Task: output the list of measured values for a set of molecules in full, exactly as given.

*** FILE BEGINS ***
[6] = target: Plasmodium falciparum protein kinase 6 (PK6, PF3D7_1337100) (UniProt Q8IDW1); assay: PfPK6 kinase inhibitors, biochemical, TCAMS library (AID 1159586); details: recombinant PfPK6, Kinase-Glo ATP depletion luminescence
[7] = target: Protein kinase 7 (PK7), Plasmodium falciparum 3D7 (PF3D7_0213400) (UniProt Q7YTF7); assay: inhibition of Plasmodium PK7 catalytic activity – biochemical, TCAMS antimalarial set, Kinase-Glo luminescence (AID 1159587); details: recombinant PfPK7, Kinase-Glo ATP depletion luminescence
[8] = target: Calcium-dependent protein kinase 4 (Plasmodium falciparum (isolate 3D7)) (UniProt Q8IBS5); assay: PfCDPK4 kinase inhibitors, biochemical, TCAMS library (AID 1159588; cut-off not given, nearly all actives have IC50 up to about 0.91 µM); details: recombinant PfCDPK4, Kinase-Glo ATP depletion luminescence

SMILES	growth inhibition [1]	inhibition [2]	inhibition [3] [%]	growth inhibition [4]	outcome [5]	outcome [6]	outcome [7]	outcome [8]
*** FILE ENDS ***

[6] = target: Plasmodium falciparum protein kinase 6 (PK6, PF3D7_1337100) (UniProt Q8IDW1); assay: PfPK6 kinase inhibitors, biochemical, TCAMS library (AID 1159586); details: recombinant PfPK6, Kinase-Glo ATP depletion luminescence
[7] = target: Protein kinase 7 (PK7), Plasmodium falciparum 3D7 (PF3D7_0213400) (UniProt Q7YTF7); assay: inhibition of Plasmodium PK7 catalytic activity – biochemical, TCAMS antimalarial set, Kinase-Glo luminescence (AID 1159587); details: recombinant PfPK7, Kinase-Glo ATP depletion luminescence
[8] = target: Calcium-dependent protein kinase 4 (Plasmodium falciparum (isolate 3D7)) (UniProt Q8IBS5); assay: PfCDPK4 kinase inhibitors, biochemical, TCAMS library (AID 1159588; cut-off not given, nearly all actives have IC50 up to about 0.91 µM); details: recombinant PfCDPK4, Kinase-Glo ATP depletion luminescence

SMILES	growth inhibition [1]	inhibition [2]	inhibition [3] [%]	growth inhibition [4]	outcome [5]	outcome [6]	outcome [7]	outcome [8]